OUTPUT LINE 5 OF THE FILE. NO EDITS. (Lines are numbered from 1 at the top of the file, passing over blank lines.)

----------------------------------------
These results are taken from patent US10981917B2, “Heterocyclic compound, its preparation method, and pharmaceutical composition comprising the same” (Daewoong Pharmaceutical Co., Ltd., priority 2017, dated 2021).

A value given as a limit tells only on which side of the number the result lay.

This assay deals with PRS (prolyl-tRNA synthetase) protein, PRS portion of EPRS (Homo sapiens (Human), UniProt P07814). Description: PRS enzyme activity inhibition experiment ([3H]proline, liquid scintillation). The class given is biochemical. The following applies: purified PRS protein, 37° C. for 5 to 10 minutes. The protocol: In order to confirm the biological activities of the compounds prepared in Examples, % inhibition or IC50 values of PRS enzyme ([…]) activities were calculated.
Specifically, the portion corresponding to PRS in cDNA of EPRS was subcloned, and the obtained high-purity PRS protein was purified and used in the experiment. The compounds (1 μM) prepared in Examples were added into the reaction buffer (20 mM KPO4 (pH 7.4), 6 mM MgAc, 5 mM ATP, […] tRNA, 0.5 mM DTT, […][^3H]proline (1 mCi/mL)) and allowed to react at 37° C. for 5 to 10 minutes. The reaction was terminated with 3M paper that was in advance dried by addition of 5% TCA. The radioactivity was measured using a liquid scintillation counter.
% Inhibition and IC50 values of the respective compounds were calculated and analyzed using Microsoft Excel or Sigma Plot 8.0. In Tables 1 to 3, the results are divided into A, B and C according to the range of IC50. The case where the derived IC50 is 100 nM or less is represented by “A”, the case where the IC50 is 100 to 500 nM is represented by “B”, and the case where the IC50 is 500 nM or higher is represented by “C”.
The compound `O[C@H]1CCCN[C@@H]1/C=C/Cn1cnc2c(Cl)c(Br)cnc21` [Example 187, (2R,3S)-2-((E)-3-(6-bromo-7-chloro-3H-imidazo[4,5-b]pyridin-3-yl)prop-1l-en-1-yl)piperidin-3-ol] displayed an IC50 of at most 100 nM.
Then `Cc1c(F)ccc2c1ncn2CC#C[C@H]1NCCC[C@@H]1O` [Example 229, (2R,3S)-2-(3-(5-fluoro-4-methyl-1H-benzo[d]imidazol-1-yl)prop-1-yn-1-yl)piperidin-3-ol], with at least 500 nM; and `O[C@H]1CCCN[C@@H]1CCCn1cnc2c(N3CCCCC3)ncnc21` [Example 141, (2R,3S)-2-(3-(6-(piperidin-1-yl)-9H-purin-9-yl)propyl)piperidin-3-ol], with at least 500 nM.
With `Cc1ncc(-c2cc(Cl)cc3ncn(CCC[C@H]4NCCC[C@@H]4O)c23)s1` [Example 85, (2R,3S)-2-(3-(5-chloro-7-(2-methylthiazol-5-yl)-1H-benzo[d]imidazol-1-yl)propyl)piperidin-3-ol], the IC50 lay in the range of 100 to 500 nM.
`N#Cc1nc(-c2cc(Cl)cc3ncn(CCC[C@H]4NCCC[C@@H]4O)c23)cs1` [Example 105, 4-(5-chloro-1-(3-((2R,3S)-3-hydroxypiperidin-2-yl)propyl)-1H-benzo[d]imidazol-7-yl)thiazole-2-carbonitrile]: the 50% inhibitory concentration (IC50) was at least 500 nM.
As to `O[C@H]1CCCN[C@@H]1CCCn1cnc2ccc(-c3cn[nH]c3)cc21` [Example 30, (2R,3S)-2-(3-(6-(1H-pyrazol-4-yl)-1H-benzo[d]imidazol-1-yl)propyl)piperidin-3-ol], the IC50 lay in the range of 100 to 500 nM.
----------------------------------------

% Inhibition and IC50 values of the respective compounds were calculated and analyzed using Microsoft Excel or Sigma Plot 8.0. In Tables 1 to 3, the results are divided into A, B and C according to the range of IC50. The case where the derived IC50 is 100 nM or less is represented by “A”, the case where the IC50 is 100 to 500 nM is represented by “B”, and the case where the IC50 is 500 nM or higher is represented by “C”.